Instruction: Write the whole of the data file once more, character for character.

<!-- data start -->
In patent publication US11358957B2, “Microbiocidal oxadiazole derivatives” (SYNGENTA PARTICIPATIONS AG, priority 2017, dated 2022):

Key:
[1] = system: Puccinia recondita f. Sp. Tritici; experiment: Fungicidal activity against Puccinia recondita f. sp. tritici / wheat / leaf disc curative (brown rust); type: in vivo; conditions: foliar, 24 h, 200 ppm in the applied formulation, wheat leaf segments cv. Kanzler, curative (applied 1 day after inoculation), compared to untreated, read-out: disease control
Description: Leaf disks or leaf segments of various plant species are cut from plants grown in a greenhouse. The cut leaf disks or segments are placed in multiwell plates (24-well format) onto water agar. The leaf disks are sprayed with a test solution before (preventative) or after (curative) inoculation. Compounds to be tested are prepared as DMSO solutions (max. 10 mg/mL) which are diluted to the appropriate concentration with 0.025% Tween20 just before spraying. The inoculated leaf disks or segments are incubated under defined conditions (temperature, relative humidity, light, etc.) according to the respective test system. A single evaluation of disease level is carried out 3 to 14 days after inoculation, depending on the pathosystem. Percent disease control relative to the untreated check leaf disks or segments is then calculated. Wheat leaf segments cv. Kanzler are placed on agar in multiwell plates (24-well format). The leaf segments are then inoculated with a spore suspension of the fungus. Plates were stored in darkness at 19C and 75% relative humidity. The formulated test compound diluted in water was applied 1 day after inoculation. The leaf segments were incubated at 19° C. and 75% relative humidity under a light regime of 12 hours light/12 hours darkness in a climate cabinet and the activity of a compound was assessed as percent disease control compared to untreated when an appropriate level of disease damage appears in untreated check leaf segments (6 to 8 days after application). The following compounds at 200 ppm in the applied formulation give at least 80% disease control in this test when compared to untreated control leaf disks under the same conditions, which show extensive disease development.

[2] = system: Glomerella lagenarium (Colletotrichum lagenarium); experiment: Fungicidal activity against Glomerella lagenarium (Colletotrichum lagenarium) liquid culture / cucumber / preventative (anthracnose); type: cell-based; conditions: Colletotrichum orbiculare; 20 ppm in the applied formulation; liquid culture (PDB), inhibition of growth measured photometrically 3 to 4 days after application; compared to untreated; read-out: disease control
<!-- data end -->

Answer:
In patent publication US11358957B2, “Microbiocidal oxadiazole derivatives” (SYNGENTA PARTICIPATIONS AG, priority 2017, dated 2022):

Key:
[1] = system: Puccinia recondita f. Sp. Tritici; experiment: Fungicidal activity against Puccinia recondita f. sp. tritici / wheat / leaf disc curative (brown rust); type: in vivo; conditions: foliar, 24 h, 200 ppm in the applied formulation, wheat leaf segments cv. Kanzler, curative (applied 1 day after inoculation), compared to untreated, read-out: disease control
Description: Leaf disks or leaf segments of various plant species are cut from plants grown in a greenhouse. The cut leaf disks or segments are placed in multiwell plates (24-well format) onto water agar. The leaf disks are sprayed with a test solution before (preventative) or after (curative) inoculation. Compounds to be tested are prepared as DMSO solutions (max. 10 mg/mL) which are diluted to the appropriate concentration with 0.025% Tween20 just before spraying. The inoculated leaf disks or segments are incubated under defined conditions (temperature, relative humidity, light, etc.) according to the respective test system. A single evaluation of disease level is carried out 3 to 14 days after inoculation, depending on the pathosystem. Percent disease control relative to the untreated check leaf disks or segments is then calculated. Wheat leaf segments cv. Kanzler are placed on agar in multiwell plates (24-well format). The leaf segments are then inoculated with a spore suspension of the fungus. Plates were stored in darkness at 19C and 75% relative humidity. The formulated test compound diluted in water was applied 1 day after inoculation. The leaf segments were incubated at 19° C. and 75% relative humidity under a light regime of 12 hours light/12 hours darkness in a climate cabinet and the activity of a compound was assessed as percent disease control compared to untreated when an appropriate level of disease damage appears in untreated check leaf segments (6 to 8 days after application). The following compounds at 200 ppm in the applied formulation give at least 80% disease control in this test when compared to untreated control leaf disks under the same conditions, which show extensive disease development.

[2] = system: Glomerella lagenarium (Colletotrichum lagenarium); experiment: Fungicidal activity against Glomerella lagenarium (Colletotrichum lagenarium) liquid culture / cucumber / preventative (anthracnose); type: cell-based; conditions: Colletotrichum orbiculare; 20 ppm in the applied formulation; liquid culture (PDB), inhibition of growth measured photometrically 3 to 4 days after application; compared to untreated; read-out: disease control